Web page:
The mean of serum IL-17 level in patients with HBV DNA less than 2000 IU/mL was 30.66 pg/mL. The mean for patients having HBV DNA between 2000-107 IU/mL was 26.87 pg/mL, and for those who had HBV DNA more than 107 IU/mL was reported 24.42 pg/mL. There was no significant difference between different levels of HBV DNA with serum levels of IL-17 (P = 0.327).

The mean of ALT in the first, second, and third group was 31.39, 36.77 and 48.56 IU/L, respectively. Comparing ALT levels based on the viral load of patients by Kruskal-Wallis test, no significant difference among the three groups of patients was observed (P = 0.174) (Table 1).

Table 1. The Serum Levels of ALT and IL-17 in the Three Groups of Chronic Hepatitis B Infection Based on Viral Load
Variable, Groups (Viral Load Level)Mean ± SDMedianP Value
ALT serum level (IU/L)0.174
Less than 2000 IU/mL31.39 ± 16.6327.5
2000 to 107 UI/mL36.77 ± 29.4630
More than 107 IU/mL48.56 ± 32.3245
IL-17 serum level (pg/mL)0.327
Less than 2000 IU/mL30.66 ± 103.658.15
2000 to 107 UI/mL26.87 ± 91.684.52
More than 107 IU/mL24.42 ± 75.504.66

5. Discussion

Chronic hepatitis B infection can damage liver cells by inducing autoimmune reactions directly or by producing antibodies. Evidence suggests that liver damage caused by immune system activity plays an important role in the pathogenesis of chronic hepatitis (22).

IL-17 is a pro inflammatory cytokine that has been determined as an important mediator in autoimmune disease and immune reactions against some specific pathogens, although the mechanism is unclear (9-18).

Studies have shown that th17 cells and cytokine IL-17 levels in patients with hepatitis B have direct correlation with progression to liver cirrhosis (21-24). The role of IL-17 on the level of viremia is unknown. We investigated the relationship between IL-17 with viral load in patients with chronic hepatitis B, and did not find any correlation between different levels of viral load with the amount of ALT and IL-17 (P > 0.05).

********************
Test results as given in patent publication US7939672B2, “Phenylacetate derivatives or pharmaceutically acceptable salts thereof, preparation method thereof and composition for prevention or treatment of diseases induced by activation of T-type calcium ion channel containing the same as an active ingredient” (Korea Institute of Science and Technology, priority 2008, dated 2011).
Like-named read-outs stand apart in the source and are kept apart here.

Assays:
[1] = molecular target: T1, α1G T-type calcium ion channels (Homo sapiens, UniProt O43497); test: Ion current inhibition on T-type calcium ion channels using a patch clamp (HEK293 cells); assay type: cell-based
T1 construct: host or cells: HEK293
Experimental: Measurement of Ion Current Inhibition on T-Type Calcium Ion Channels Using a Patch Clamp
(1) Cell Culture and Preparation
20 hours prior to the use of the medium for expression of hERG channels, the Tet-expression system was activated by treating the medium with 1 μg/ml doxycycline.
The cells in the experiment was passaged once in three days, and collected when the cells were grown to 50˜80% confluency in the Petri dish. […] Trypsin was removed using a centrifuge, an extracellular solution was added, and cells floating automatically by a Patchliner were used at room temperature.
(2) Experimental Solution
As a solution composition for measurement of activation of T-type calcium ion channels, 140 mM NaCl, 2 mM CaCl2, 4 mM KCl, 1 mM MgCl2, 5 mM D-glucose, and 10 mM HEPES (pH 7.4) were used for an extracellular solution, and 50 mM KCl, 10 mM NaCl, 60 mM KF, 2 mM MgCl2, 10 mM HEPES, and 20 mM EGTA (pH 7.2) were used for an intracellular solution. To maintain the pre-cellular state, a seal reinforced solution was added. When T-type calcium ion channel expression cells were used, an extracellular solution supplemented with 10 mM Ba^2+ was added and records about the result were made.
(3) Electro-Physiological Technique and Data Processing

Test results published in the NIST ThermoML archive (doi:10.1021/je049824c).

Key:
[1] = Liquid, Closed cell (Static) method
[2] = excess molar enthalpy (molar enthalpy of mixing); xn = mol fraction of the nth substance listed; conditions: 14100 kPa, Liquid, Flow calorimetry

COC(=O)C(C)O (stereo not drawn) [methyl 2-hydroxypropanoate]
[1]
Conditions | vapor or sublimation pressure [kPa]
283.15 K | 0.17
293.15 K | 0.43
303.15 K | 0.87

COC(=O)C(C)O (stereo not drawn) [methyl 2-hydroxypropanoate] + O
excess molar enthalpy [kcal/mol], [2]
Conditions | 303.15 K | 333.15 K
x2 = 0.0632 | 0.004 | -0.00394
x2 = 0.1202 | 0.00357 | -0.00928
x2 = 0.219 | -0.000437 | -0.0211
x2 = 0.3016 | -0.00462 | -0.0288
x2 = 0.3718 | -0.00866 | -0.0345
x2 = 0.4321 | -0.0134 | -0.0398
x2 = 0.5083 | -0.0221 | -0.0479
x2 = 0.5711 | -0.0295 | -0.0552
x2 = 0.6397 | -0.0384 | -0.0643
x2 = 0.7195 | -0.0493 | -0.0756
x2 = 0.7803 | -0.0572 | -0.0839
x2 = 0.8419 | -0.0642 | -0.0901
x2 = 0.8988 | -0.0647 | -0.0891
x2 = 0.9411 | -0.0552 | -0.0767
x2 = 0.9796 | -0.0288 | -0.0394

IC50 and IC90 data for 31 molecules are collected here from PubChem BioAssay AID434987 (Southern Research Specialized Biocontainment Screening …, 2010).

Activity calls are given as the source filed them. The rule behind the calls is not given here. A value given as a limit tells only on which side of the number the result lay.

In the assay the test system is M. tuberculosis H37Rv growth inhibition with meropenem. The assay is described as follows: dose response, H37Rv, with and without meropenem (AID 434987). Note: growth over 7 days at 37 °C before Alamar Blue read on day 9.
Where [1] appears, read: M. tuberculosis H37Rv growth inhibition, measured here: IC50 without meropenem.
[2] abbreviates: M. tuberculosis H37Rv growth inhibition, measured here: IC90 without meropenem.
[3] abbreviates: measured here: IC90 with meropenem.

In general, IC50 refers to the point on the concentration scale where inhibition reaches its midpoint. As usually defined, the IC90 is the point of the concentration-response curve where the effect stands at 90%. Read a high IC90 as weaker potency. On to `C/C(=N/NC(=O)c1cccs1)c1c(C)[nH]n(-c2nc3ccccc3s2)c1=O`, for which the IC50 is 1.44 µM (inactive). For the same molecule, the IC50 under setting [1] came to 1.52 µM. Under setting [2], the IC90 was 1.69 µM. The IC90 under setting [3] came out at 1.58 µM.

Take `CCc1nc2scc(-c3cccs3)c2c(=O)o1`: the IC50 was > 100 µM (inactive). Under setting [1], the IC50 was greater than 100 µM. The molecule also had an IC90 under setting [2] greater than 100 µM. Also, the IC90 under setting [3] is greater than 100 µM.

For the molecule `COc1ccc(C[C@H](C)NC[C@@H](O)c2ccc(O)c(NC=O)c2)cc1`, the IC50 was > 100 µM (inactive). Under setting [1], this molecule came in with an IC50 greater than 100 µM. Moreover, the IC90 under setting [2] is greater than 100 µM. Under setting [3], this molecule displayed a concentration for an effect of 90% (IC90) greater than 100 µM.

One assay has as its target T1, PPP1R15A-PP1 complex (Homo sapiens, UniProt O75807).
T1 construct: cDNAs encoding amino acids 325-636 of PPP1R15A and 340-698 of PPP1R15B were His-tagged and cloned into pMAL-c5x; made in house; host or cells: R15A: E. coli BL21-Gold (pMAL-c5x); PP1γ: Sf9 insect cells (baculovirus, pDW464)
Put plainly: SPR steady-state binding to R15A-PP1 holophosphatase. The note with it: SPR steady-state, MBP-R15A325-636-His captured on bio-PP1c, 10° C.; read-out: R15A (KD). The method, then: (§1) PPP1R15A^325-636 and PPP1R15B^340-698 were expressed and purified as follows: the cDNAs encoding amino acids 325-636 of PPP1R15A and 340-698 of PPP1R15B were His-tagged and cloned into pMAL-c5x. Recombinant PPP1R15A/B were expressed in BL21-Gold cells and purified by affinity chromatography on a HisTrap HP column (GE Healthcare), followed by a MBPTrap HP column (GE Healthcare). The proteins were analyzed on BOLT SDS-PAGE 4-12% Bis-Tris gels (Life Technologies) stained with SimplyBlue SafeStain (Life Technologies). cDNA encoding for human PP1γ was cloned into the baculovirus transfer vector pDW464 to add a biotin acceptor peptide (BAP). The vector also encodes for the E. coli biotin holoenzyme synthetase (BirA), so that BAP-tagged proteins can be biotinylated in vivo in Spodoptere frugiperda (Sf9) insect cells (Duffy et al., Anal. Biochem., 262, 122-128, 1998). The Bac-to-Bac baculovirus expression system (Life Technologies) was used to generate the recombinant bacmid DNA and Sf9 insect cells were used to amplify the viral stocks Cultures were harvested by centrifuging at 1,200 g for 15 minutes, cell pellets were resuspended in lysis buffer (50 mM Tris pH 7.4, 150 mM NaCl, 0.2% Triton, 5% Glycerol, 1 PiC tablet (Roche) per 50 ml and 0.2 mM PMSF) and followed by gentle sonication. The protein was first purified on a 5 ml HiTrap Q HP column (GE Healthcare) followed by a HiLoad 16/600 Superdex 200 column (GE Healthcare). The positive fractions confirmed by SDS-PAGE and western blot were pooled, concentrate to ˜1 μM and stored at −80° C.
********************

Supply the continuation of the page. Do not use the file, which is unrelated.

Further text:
In our study, IL-17 level in the third group (highest load group) was lower than other groups which might be due to the low number of patients in this group compared to the two other groups which is considered one of the limitations of this study. Patients with chronic hepatitis B in phase immune tolerance are known with features such as low intensity inflammation and fibrosis, high levels of HBV DNA and normal or slightly elevated liver enzymes. Due to the low intensity of inflammation and fibrosis at this phase, reduction in the levels of IL-17, as an inflammatory factor was not unexpected. In other words, increased levels of IL-17 consistent with the reduction of viral load and increased inflammation, has been confirmed in previous studies. This idea could be proposed if the pathological findings of the liver samples were available to these patients.

Zhang et al. studied increasing th17 cells in peripheral blood of patients with chronic hepatitis B liver and observed that the large number of th17 cells can potentially cause liver damage and aggravation in chronic HBV infection (23). Furthermore, Shi et al. demonstrated that serum levels of IL-17 in patients with chronic hepatitis B were directly related to the level of total bilirubin, ALT and Child Pugh Grade (24).